In addition, the pandemic has severely disrupted clinical trials across the EU – with good clinical practice (GCP) inspections – being a particular challenge.
GCP inspections are designed to ensure the rights, safety, and wellbeing of trial participants are protected, and that the clinical study data used to support marketing authorisations of medicinal products in the EU / EEA are accurate and reliable.
According to Romero, the EMA’s working group has sought to minimize the impact on clinical research by making assessments at distance.
“Given the challenges in performing on-site inspections during this crisis period and in order to enable the continuity of GCP inspections requested by the Committee for Medicinal Products for Human Use (CHMP), the GCP Inspectors Working Group (GCP IWG) adopted a guidance on conducting GCP inspections remotely during the COVID-19 pandemic.”
The remote assessment measures were published in May (3).
For Zhengxi Danard from Voisin Consulting Life Sciences, the results of efforts to support clinical trials were mixed.
“Agencies were more tolerant on a number of aspects, for example the increase in protocol deviations but it was also quite challenging to identify and follow the new requirements in each EU country, which were updated very regularly,” She says. “Agencies were also swamped with requests and delays were observed in the review of non-COVID related clinical trial submissions.”
The pandemics has also prompted the EMA to support efforts to develop SARS-CoV-2 vaccines and medical countermeasures for COVID-19.
For example, in April (4) the EMA established a COVID-19 taskforce to co-ordinate response to the pandemic. According to its mandate (5), the taskforce aims to identify promising vaccines and treatments, provide support for trials and foster cooperation between industry, regulators and international organisations.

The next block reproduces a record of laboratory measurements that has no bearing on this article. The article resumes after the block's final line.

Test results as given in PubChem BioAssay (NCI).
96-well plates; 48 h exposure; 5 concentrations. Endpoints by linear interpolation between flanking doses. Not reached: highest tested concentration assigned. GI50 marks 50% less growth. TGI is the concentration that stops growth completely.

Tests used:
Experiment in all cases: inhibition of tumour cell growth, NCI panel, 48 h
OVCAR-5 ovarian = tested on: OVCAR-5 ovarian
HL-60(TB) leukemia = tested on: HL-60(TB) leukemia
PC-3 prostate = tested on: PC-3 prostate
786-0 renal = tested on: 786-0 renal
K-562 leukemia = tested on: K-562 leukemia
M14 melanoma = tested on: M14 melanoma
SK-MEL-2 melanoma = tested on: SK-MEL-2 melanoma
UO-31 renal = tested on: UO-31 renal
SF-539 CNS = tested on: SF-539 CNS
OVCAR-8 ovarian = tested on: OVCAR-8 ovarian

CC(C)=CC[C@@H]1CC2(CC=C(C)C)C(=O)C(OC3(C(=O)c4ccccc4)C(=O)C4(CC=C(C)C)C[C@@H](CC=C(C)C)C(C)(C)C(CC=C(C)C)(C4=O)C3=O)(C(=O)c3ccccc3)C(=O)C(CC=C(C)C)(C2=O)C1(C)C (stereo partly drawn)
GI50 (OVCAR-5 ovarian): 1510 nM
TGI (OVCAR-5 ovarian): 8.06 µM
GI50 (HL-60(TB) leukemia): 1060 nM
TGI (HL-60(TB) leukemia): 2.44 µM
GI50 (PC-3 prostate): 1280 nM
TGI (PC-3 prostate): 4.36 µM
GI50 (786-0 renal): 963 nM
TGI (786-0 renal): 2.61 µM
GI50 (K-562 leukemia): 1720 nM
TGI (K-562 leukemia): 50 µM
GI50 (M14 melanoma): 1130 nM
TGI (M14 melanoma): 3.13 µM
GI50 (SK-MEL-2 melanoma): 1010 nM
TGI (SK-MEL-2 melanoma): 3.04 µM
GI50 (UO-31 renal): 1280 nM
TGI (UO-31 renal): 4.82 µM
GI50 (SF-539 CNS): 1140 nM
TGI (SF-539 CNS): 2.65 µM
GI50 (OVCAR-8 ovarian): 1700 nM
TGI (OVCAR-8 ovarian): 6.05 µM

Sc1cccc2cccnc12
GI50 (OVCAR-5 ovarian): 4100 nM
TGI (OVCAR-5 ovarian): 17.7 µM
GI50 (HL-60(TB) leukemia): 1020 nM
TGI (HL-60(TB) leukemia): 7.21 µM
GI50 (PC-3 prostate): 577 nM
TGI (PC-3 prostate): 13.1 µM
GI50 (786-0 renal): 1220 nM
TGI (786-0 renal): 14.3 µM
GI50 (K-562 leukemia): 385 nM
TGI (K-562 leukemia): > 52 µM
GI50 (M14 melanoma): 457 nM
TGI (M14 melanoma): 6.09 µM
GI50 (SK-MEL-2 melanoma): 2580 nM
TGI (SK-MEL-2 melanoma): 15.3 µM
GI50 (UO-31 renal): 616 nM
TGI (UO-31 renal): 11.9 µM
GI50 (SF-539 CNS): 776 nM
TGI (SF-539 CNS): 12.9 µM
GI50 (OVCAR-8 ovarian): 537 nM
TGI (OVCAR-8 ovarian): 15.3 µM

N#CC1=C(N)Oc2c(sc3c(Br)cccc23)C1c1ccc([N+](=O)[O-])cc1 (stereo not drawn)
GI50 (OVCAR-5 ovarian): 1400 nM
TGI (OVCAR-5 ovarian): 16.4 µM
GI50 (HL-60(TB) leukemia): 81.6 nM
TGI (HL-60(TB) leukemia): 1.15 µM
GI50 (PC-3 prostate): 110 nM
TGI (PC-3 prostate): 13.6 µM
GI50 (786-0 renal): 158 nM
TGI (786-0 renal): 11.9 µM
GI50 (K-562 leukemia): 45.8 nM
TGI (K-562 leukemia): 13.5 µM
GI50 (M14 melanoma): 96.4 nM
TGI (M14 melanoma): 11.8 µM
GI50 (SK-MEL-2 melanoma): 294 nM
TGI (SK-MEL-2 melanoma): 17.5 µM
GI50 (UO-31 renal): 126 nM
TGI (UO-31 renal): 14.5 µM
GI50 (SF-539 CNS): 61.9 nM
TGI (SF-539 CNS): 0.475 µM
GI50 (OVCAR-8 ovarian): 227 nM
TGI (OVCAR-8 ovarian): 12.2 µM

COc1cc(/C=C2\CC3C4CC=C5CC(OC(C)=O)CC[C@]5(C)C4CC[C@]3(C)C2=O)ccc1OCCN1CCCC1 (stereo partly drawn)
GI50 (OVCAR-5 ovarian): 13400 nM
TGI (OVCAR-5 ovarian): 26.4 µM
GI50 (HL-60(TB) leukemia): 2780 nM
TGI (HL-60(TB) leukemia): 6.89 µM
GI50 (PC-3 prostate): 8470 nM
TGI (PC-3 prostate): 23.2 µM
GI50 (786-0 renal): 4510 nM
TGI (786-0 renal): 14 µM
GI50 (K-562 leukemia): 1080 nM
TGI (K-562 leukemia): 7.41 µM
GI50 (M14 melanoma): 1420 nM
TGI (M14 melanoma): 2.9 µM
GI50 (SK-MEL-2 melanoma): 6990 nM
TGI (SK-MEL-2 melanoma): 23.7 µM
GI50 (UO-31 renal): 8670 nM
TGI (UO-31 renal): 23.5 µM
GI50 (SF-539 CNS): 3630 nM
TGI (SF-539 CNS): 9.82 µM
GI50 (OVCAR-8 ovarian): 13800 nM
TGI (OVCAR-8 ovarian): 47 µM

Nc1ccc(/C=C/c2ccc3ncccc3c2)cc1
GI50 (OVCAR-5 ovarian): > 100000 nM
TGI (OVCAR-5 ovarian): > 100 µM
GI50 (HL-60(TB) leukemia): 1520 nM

These efforts will continue, according to Romero: “EMA is fully mobilised to support the development and marketing authorisation of safe, effective and high-quality COVID-19 vaccines.
“The Agency has put in place rapid review procedures to deliver assessments of high-quality applications from sponsors in the shortest possible timeframes while ensuring robust scientific opinions.”
Romero cites the provision of scientific advice as an example, explaining the agency helps with the design of studies needed to determine the safety, efficacy and quality of treatments and vaccines against COVID-19.
She adds that, as of 30 July 2020, the EMA has been in discussion with the developers of 38 potential vaccines and 154 potential COVID-19 treatments. These include immunomodulators, antivirals and hyperimmune serums.
The agency has also finalised 17 scientific advice procedures to provide developers with direction on the most appropriate methods and study designs for potential COVID-19 medicines. A further 15 such procedures are ongoing.
“So far we have not received any application for Marketing Authorisation evaluation of a vaccine,” says Romero. “However, EMA encourages developers of potential vaccines or treatments for COVID-19 to contact EMA as soon as possible to discuss their strategy for evidence-generation.”
The EMA’s efforts have been welcomed by industry, according to Zhengxi Danard, who says the agency “has been extremely responsive by setting up quickly a COVID-19 Task Force to address the pharma industry requests.”